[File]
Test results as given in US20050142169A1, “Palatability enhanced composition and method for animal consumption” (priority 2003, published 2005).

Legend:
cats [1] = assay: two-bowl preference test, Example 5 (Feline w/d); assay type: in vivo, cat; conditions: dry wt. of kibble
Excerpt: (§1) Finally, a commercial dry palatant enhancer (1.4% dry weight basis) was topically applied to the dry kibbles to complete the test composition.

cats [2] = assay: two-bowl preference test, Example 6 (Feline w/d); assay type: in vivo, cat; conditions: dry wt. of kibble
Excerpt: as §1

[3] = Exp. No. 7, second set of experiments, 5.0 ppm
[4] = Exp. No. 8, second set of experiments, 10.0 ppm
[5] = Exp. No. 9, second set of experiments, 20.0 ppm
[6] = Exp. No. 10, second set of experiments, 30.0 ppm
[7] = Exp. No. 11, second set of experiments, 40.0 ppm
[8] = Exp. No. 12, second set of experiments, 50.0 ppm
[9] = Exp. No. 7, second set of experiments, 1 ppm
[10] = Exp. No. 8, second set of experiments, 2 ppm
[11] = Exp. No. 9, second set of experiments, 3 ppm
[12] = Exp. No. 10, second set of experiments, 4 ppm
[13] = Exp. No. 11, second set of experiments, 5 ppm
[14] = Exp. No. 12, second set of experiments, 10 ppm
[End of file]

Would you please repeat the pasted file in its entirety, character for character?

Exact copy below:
Test results as given in US20050142169A1, “Palatability enhanced composition and method for animal consumption” (priority 2003, published 2005).

Legend:
cats [1] = assay: two-bowl preference test, Example 5 (Feline w/d); assay type: in vivo, cat; conditions: dry wt. of kibble
Excerpt: (§1) Finally, a commercial dry palatant enhancer (1.4% dry weight basis) was topically applied to the dry kibbles to complete the test composition.

cats [2] = assay: two-bowl preference test, Example 6 (Feline w/d); assay type: in vivo, cat; conditions: dry wt. of kibble
Excerpt: as §1

[3] = Exp. No. 7, second set of experiments, 5.0 ppm
[4] = Exp. No. 8, second set of experiments, 10.0 ppm
[5] = Exp. No. 9, second set of experiments, 20.0 ppm
[6] = Exp. No. 10, second set of experiments, 30.0 ppm
[7] = Exp. No. 11, second set of experiments, 40.0 ppm
[8] = Exp. No. 12, second set of experiments, 50.0 ppm
[9] = Exp. No. 7, second set of experiments, 1 ppm
[10] = Exp. No. 8, second set of experiments, 2 ppm
[11] = Exp. No. 9, second set of experiments, 3 ppm
[12] = Exp. No. 10, second set of experiments, 4 ppm
[13] = Exp. No. 11, second set of experiments, 5 ppm
[14] = Exp. No. 12, second set of experiments, 10 ppm